Yields on South African debt extended lows to fresh records on Friday morning, supported by an interest rate cut in the previous session, while the rand weakened due to the bleak domestic and global economic outlooks.

The Reserve Bank surprised the market On Thursday by cutting its repo rate by 50 basis points to 5 percent. It also cut its growth and inflation forecasts.

The yield on the 2015 bond dropped to a record 5.32 percent, while the 2021 issue fell to 6.425 percent.

The rand was down 0.3 percent to 8.20 at 0650 GMT, off a 8.1750 close in New York on Thursday.

Analysts say closes above the 8.20 level will signal convincing rand weakness.

“Yesterday's monetary accommodation could encourage foreign bondholders due to the capital appreciation gains they would have enjoyed as result of yesterday's rate cut,” Absa Capital said in a note.

“Especially if they believe that yesterday's monetary accommodation is unlikely to be a one-off affair.”

The dovish inflation tone could also result in less demand for inflation-linked bonds as investors see less need to hedge against rising inflation.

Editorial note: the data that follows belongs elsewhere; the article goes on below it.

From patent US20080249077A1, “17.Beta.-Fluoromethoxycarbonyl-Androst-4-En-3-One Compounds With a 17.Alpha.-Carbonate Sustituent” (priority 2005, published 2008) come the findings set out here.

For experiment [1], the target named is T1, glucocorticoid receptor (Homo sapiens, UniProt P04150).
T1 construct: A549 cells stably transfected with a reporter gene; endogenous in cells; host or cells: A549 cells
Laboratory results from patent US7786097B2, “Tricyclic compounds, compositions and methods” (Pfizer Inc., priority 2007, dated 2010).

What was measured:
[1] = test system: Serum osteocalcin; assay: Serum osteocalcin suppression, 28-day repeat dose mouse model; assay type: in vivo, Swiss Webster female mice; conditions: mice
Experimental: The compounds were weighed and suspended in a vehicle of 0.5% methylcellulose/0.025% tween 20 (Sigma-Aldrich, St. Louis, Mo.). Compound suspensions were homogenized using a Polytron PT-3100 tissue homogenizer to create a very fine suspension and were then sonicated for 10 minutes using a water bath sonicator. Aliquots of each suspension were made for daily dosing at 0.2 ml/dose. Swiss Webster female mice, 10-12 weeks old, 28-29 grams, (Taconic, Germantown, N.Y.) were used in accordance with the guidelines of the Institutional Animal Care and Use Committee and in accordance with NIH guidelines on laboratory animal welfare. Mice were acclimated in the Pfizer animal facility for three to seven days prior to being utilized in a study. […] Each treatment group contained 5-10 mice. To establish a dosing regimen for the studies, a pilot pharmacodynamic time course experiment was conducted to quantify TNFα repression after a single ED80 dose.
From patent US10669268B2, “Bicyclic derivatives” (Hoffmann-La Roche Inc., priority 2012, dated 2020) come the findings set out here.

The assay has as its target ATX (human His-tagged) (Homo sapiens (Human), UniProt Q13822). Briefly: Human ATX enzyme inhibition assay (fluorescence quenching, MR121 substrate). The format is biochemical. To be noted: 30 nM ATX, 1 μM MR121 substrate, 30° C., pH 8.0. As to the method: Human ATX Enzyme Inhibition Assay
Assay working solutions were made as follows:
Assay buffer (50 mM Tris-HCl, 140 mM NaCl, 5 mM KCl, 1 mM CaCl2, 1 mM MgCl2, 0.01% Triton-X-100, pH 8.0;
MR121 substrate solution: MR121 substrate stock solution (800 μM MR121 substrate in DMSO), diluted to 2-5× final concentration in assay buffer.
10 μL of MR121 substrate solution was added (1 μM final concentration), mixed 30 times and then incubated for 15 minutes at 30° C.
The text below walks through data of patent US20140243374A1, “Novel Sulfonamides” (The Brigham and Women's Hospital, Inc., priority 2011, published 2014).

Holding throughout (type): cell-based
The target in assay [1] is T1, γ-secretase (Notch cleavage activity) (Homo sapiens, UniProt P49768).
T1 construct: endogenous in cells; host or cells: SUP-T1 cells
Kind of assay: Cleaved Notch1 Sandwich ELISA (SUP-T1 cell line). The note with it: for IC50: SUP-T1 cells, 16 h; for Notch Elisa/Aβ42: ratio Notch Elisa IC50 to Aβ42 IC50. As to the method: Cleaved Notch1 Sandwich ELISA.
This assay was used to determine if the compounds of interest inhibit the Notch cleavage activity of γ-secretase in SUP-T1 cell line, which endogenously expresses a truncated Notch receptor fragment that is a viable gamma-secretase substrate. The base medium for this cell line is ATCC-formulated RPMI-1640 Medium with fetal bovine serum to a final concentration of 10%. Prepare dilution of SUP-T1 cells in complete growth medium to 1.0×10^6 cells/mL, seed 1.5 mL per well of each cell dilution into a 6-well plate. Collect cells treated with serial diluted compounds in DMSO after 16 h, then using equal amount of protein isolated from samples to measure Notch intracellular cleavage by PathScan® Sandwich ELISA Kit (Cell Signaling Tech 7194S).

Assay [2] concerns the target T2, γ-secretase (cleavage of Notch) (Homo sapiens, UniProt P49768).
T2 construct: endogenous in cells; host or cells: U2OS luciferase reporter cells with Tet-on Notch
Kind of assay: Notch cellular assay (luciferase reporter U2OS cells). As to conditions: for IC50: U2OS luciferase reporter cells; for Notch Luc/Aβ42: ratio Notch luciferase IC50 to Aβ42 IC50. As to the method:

Yields are likely to head lower in line with the nominal bond yields.

Treasury is selling a total of 800 million rand ($97.74 million) of its three new inflation-linked I2025, I2050 and I2038 bonds on Friday.

Investors are buying the front end of the yield curve in reaction to the rate cut. However if the market prices in more rate cuts this year, money could also go into the long end, adding to offshore players already piling into that space.

The money market has started to price in another cut this year, with 3x6-month forward rate agreements moving to 4.80 percent, suggesting a 40 percent chance of another 50 basis point cut by the end of the year. -Reuters